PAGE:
Former Allentown official charged in FBI corruption probe

     City Hall in Allentown, Pennsylvania on August 26, 2016. (Jessica Kourkounis/For Keystone Crossroads)

    City Hall in Allentown, Pennsylvania on August 26, 2016. (Jessica Kourkounis/For Keystone Crossroads)

    Allentown’s former top administrator has pleaded guilty in an ongoing FBI pay-to-play corruption probe.

    Former Allentown Managing Director Francis Dougherty appeared in a Philadelphia courtroom Wednesday morning to plead guilty to a conspiracy charge. Court documents say he has agreed to testify about “political corruption in Allentown.”

    Prosecutors say Dougherty helped rig a $3 million contract to replace the city’s street lights so that it would go to a company whose executives and consultants gave thousands of dollars in campaign contributions to his boss, Mayor Ed Pawlowski. The Democrat mounted unsuccessful runs for governor in 2014 and the U.S. Senate in 2015.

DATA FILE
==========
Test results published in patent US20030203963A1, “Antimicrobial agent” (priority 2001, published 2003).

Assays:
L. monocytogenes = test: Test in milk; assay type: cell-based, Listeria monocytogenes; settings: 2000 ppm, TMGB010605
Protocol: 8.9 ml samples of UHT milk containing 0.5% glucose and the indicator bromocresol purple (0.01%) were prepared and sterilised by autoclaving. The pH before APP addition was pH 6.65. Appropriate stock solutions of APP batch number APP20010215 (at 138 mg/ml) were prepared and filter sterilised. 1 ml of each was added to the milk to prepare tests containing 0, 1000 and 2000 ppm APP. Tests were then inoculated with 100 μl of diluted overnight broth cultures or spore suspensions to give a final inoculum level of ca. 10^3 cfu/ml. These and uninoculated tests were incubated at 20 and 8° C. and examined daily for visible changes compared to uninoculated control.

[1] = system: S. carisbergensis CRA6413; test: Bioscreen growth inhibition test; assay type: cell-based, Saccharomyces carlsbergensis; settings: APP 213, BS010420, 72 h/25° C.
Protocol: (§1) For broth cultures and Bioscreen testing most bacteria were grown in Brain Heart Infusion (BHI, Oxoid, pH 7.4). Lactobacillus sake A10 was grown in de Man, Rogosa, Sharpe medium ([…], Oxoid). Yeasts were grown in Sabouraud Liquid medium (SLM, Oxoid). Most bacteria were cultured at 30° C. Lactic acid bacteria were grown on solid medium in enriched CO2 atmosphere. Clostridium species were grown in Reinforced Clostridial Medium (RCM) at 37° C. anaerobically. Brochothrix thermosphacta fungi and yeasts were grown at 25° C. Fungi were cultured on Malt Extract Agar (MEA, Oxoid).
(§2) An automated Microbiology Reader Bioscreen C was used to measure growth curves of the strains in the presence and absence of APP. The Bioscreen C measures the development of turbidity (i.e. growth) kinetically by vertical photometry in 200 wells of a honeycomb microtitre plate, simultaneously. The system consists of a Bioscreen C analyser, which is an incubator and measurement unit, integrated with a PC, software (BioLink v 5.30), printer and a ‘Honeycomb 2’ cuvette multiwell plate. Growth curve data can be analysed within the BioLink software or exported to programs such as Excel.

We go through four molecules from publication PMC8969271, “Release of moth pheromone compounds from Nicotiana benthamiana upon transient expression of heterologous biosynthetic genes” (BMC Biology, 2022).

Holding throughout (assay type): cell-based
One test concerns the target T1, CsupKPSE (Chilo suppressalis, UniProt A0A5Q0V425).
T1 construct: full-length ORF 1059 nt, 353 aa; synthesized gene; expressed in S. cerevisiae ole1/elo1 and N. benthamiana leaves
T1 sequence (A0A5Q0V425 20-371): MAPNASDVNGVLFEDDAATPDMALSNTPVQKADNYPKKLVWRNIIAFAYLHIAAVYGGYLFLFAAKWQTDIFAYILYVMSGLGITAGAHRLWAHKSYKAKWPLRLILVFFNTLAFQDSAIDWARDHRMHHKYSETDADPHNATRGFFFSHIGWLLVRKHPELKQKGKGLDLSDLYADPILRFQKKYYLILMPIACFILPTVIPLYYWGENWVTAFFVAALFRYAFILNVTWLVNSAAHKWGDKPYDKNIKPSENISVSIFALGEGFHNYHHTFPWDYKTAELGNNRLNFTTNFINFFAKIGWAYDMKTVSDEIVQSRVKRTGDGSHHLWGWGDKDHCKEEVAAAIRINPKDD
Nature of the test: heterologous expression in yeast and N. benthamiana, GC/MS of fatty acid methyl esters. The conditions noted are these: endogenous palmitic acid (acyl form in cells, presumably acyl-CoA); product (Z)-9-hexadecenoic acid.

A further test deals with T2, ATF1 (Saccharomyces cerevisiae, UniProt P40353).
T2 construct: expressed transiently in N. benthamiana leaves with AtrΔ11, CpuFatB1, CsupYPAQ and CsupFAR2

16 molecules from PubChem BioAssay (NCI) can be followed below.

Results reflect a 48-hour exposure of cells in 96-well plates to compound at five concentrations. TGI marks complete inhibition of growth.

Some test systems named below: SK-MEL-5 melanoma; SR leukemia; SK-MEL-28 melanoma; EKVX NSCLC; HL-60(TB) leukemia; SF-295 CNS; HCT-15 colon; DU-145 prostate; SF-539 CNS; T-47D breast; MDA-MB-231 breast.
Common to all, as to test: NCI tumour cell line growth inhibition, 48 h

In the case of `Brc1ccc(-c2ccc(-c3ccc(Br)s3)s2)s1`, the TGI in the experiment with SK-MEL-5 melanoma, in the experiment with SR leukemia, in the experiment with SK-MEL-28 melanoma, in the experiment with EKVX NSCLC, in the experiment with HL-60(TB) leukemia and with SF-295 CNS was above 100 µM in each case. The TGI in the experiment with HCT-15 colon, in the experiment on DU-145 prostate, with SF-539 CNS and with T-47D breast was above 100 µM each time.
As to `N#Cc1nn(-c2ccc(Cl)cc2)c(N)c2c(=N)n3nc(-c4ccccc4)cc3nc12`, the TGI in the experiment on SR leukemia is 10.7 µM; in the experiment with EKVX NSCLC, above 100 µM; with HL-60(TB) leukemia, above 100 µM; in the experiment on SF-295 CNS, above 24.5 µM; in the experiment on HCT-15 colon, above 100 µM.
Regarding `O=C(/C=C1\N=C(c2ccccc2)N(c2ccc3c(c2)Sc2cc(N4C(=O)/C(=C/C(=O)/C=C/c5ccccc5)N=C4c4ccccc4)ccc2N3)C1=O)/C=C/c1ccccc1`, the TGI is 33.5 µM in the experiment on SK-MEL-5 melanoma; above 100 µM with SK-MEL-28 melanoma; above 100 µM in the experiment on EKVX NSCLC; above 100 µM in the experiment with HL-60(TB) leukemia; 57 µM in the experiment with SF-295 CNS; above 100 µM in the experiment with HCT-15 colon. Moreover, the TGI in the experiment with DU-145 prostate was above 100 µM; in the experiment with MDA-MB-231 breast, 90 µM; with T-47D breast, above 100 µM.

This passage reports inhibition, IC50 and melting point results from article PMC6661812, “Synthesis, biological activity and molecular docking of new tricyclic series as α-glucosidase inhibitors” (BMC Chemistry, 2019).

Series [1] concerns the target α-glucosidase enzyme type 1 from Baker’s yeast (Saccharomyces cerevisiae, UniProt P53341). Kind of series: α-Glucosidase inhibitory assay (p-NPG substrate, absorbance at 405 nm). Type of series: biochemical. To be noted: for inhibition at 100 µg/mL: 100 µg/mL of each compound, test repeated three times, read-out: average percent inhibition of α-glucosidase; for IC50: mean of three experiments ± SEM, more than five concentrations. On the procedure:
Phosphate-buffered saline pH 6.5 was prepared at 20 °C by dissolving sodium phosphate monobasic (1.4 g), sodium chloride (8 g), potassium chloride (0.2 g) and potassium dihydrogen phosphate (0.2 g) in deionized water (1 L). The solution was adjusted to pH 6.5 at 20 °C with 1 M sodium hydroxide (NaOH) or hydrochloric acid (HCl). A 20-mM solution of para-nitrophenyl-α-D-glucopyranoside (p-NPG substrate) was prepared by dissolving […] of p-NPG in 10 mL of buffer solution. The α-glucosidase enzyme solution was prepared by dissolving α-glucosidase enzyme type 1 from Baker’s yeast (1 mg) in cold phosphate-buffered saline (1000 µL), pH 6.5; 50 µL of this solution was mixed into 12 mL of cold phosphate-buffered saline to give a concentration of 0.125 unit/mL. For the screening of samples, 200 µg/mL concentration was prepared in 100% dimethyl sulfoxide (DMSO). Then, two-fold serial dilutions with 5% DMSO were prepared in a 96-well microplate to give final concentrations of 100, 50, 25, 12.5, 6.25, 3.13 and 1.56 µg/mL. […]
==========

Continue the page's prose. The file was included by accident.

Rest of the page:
Pawlowski hasn’t been charged, but he matches the description of the unnamed public official in court papers.

    Through his attorney, Pawlowski has denied misusing his office.

    Ironically, Dougherty, while employed at the School District of Philadelphia in 2010, Dougherty blew the whistle on the district’s discriminatory contract practices. 

    His attorney, Lisa Mathewson, says Dougherty is still a man of good character.

    “Unfortunately in Allentown, he got caught up in something from which he couldn’t extract himself and now he has accepted responsibility for his role in it,” Mathewson said.

    The attorney added that Dougherty looks forward to telling the whole story during his sentencing hearing June 27. He faces a maximum of five years in prison.

    Several other Allentown officials have pleaded guilty in the probe.

    Keystone Crossroads’ Annette John-Hall contributed to this report. 

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